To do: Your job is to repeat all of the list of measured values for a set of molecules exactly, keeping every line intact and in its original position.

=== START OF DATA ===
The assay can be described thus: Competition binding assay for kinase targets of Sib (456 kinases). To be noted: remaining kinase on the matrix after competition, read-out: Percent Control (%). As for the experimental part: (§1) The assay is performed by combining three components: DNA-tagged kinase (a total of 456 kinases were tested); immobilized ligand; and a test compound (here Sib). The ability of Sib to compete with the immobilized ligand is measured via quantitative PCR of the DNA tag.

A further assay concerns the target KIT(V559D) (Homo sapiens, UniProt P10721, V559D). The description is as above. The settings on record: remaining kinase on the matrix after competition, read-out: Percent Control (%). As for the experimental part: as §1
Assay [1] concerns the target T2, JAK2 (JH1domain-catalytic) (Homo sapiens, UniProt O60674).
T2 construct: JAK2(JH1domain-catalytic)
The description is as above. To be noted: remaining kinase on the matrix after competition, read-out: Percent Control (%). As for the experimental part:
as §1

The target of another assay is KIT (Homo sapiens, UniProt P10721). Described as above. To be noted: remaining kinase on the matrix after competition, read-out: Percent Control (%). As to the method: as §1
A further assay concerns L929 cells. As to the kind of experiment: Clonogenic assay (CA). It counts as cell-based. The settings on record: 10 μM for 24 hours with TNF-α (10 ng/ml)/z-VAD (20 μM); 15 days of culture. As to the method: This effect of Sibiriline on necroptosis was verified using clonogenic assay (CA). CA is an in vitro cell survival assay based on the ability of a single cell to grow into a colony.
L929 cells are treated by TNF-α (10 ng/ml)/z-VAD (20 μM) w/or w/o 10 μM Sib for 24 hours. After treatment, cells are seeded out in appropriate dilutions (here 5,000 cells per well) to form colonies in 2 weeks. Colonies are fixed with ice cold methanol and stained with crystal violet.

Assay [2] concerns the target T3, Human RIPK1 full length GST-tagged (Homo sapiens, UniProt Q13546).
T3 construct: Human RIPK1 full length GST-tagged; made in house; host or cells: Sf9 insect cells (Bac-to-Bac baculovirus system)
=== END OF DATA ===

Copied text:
The assay can be described thus: Competition binding assay for kinase targets of Sib (456 kinases). To be noted: remaining kinase on the matrix after competition, read-out: Percent Control (%). As for the experimental part: (§1) The assay is performed by combining three components: DNA-tagged kinase (a total of 456 kinases were tested); immobilized ligand; and a test compound (here Sib). The ability of Sib to compete with the immobilized ligand is measured via quantitative PCR of the DNA tag.

A further assay concerns the target KIT(V559D) (Homo sapiens, UniProt P10721, V559D). The description is as above. The settings on record: remaining kinase on the matrix after competition, read-out: Percent Control (%). As for the experimental part: as §1
Assay [1] concerns the target T2, JAK2 (JH1domain-catalytic) (Homo sapiens, UniProt O60674).
T2 construct: JAK2(JH1domain-catalytic)
The description is as above. To be noted: remaining kinase on the matrix after competition, read-out: Percent Control (%). As for the experimental part:
as §1

The target of another assay is KIT (Homo sapiens, UniProt P10721). Described as above. To be noted: remaining kinase on the matrix after competition, read-out: Percent Control (%). As to the method: as §1
A further assay concerns L929 cells. As to the kind of experiment: Clonogenic assay (CA). It counts as cell-based. The settings on record: 10 μM for 24 hours with TNF-α (10 ng/ml)/z-VAD (20 μM); 15 days of culture. As to the method: This effect of Sibiriline on necroptosis was verified using clonogenic assay (CA). CA is an in vitro cell survival assay based on the ability of a single cell to grow into a colony.
L929 cells are treated by TNF-α (10 ng/ml)/z-VAD (20 μM) w/or w/o 10 μM Sib for 24 hours. After treatment, cells are seeded out in appropriate dilutions (here 5,000 cells per well) to form colonies in 2 weeks. Colonies are fixed with ice cold methanol and stained with crystal violet.

Assay [2] concerns the target T3, Human RIPK1 full length GST-tagged (Homo sapiens, UniProt Q13546).
T3 construct: Human RIPK1 full length GST-tagged; made in house; host or cells: Sf9 insect cells (Bac-to-Bac baculovirus system)